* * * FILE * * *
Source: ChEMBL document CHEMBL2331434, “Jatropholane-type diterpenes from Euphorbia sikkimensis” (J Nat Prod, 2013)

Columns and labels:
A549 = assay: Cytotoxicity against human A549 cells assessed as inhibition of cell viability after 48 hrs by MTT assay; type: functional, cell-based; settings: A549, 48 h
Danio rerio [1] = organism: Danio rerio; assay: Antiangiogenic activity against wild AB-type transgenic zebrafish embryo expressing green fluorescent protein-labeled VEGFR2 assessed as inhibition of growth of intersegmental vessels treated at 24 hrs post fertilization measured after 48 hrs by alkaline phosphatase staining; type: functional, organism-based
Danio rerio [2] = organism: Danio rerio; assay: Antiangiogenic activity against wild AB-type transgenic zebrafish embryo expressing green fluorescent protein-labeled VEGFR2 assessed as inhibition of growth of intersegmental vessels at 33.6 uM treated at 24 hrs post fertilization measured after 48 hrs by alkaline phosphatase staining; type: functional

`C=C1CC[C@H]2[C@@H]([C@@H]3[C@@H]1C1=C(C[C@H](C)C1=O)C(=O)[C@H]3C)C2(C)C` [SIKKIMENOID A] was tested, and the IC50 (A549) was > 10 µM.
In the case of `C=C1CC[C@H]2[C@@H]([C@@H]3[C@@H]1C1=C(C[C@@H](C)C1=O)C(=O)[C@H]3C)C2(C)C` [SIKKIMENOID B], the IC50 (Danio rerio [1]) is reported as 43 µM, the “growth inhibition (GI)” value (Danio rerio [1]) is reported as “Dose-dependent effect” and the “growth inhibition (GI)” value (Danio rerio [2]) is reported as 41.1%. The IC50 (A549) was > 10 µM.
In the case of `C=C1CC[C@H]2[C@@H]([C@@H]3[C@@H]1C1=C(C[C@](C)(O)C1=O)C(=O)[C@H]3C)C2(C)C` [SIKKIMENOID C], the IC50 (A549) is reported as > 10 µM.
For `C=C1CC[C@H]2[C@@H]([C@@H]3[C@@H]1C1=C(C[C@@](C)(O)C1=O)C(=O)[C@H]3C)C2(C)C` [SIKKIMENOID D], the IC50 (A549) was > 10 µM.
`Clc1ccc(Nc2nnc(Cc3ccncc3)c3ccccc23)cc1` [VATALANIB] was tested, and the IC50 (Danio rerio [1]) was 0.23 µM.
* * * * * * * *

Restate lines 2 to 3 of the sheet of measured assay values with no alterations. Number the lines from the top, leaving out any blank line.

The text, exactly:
Columns and labels:
A549 = assay: Cytotoxicity against human A549 cells assessed as inhibition of cell viability after 48 hrs by MTT assay; type: functional, cell-based; settings: A549, 48 h